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Cenex and WMG present future visions for micromobility

A new document produced by WMG, University of Warwick, and Cenex presents eight key visions for the future of micromobility.

‘A Vision for Micromobility in the UK’ covers perspectives from users and non-users, local authorities and businesses, and identifies the needs required to enable each vision.

Beth Morley, Mobility Project Manager at Cenex, said: “Using the right mode for the right journey will be an important factor as we decarbonise transport.

“The use of micromobility vehicles offers an opportunity for us to use resources in a smarter more efficient way whilst reducing carbon emissions, and in order to get the best out of innovation in light electrified vehicles we need to have a vision for what their future use will be.

“This vision for micromobility aims to prompt discussion of its development, what we need to do and how we will get there.”

The complex interplay between vehicle regulations, infrastructure, road circulation regulations, user requirements, and several other factors, makes safely introducing new modes of transport challenging.

The document is the first step to the creation of a roadmap, with support from CoMoUK and the Department for Transport, and input from groups such as Zemo partnership, to agree on what the future of micromobility looks like.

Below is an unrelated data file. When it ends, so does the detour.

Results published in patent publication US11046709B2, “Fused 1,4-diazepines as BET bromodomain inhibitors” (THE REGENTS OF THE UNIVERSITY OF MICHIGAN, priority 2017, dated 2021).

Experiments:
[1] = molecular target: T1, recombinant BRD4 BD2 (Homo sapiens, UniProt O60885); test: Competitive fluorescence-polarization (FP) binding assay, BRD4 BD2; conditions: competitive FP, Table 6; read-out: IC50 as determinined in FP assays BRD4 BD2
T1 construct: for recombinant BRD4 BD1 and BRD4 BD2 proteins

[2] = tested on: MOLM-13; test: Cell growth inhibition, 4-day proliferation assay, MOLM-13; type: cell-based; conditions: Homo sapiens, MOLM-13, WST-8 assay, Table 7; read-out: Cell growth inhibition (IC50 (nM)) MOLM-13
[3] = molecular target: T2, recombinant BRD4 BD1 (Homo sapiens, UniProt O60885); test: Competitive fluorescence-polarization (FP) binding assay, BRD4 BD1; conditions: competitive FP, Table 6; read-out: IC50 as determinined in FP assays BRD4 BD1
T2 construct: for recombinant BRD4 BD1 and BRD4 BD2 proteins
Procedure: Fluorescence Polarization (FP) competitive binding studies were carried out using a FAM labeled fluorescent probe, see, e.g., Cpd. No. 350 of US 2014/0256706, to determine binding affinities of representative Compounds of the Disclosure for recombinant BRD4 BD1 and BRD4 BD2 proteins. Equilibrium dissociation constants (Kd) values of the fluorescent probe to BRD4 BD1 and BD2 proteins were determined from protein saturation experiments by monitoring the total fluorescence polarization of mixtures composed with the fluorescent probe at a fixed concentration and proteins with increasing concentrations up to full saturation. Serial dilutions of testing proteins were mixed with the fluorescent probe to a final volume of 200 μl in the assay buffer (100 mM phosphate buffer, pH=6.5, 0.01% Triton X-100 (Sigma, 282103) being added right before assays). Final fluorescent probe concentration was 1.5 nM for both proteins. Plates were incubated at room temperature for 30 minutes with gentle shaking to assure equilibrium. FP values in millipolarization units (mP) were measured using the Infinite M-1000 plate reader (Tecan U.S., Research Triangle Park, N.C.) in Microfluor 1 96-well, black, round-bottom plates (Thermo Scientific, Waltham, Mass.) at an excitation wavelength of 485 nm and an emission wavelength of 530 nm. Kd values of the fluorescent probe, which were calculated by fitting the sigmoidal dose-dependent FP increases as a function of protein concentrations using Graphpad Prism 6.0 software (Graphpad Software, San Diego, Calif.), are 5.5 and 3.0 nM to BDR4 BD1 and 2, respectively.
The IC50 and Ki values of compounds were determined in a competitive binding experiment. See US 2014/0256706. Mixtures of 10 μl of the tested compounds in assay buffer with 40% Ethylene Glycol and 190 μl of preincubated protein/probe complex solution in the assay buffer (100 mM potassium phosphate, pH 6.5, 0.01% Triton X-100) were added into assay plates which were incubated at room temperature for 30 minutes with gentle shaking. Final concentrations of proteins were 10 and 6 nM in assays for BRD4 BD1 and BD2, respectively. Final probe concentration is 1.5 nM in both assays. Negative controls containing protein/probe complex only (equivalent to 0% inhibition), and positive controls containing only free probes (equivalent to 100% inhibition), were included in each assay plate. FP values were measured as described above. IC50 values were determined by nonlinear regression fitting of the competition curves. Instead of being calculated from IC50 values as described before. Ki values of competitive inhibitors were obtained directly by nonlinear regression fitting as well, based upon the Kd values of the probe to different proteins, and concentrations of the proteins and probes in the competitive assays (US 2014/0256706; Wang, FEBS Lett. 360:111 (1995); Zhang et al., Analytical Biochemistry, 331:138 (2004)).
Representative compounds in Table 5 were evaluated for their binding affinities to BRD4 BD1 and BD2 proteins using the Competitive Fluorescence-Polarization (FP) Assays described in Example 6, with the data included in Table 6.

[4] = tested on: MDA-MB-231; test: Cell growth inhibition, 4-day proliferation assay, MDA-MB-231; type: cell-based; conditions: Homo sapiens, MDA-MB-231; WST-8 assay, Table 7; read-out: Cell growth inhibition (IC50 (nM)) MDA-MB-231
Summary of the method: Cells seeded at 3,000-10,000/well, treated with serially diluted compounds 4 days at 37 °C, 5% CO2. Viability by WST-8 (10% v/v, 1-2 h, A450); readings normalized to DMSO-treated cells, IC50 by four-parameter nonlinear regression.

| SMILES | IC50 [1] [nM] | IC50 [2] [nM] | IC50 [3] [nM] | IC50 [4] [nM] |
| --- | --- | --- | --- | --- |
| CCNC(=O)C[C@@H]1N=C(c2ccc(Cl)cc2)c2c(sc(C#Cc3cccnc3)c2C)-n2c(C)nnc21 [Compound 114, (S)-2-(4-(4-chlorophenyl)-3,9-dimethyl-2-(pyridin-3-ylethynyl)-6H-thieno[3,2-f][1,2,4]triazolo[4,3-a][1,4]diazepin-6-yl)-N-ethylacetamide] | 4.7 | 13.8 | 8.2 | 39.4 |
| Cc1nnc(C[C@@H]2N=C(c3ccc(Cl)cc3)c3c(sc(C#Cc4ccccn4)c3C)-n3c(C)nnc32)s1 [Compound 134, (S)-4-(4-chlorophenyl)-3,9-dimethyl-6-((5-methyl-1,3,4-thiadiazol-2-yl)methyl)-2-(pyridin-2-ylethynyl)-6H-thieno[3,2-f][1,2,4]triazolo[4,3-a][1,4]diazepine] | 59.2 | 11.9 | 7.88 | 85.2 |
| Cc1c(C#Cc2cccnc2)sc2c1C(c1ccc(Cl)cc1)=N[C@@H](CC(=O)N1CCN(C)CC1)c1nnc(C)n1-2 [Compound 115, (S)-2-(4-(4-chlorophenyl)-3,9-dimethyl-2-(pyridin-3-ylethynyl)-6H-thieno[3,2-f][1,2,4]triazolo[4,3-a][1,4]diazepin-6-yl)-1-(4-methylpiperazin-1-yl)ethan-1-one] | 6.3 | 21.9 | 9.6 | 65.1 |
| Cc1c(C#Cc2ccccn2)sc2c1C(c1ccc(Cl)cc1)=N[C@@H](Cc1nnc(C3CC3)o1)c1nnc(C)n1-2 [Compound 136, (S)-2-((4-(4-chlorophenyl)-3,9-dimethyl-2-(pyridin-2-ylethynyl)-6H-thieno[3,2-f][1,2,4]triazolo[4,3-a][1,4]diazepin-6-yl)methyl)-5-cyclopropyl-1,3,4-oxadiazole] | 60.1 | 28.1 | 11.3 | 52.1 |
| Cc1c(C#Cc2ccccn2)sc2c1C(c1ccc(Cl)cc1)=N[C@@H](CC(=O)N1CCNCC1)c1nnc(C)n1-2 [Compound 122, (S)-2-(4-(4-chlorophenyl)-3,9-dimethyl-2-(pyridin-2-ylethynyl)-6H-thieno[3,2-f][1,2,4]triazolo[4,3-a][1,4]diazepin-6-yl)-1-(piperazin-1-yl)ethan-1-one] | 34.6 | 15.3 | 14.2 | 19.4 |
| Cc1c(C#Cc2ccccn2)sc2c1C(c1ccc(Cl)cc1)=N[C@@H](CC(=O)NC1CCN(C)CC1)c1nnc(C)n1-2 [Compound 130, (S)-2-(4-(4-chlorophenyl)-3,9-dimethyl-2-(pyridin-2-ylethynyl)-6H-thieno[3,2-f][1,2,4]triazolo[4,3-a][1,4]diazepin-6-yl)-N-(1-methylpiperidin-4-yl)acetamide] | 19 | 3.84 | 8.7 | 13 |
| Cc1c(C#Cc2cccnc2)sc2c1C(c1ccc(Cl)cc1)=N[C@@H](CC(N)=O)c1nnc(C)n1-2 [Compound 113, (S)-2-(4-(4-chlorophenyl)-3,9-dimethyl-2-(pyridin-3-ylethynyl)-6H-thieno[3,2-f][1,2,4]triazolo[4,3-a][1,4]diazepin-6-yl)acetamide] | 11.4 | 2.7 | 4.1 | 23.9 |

It provides a bite-sized introduction to the future of micromobility, and is intended to engage the sector, and enable industry, local authorities and government to move forward.

“Over the next few months and into 2022, we will be holding workshop events to gather feedback which will be used to help build the roadmaps,” Beth adds.

“To join the discussion and take part in our workshops, email your interest to consultationresponse@warwick.ac.uk.”

The eight key Visions of the future are:

  1. Micromobility vehicles can be owned, leased and rented
  2. Micromobility seamlessly connects to and enhances other forms of transport
  3. Micromobility is delivering profound carbon and harmful pollutant emissions reductions
  4. Micromobility is a safe form of transport, for users and non-users
  5. Micromobility has developed in a way that ensures nobody is excluded or negatively impacted, as far as practicable
  6. Micromobility has supported better urban design and placemaking in public areas
  7. Micromobility businesses in the UK are growing, thriving and leading globally
  8. Fewer car journeys are being taken where they could be completed by micromobility, improving traffic congestion